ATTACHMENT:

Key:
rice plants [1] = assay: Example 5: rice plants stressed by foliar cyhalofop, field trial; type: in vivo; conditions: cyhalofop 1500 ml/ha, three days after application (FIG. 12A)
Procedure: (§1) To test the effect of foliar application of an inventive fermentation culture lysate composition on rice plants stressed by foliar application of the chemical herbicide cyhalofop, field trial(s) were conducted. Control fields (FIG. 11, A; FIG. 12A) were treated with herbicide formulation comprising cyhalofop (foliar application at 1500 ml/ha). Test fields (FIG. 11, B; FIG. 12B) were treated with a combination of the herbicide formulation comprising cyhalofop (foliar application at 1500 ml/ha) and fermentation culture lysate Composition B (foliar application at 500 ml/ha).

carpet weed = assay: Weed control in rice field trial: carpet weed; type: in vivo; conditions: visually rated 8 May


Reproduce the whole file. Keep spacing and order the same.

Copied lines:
Key:
rice plants [1] = assay: Example 5: rice plants stressed by foliar cyhalofop, field trial; type: in vivo; conditions: cyhalofop 1500 ml/ha, three days after application (FIG. 12A)
Procedure: (§1) To test the effect of foliar application of an inventive fermentation culture lysate composition on rice plants stressed by foliar application of the chemical herbicide cyhalofop, field trial(s) were conducted. Control fields (FIG. 11, A; FIG. 12A) were treated with herbicide formulation comprising cyhalofop (foliar application at 1500 ml/ha). Test fields (FIG. 11, B; FIG. 12B) were treated with a combination of the herbicide formulation comprising cyhalofop (foliar application at 1500 ml/ha) and fermentation culture lysate Composition B (foliar application at 500 ml/ha).

carpet weed = assay: Weed control in rice field trial: carpet weed; type: in vivo; conditions: visually rated 8 May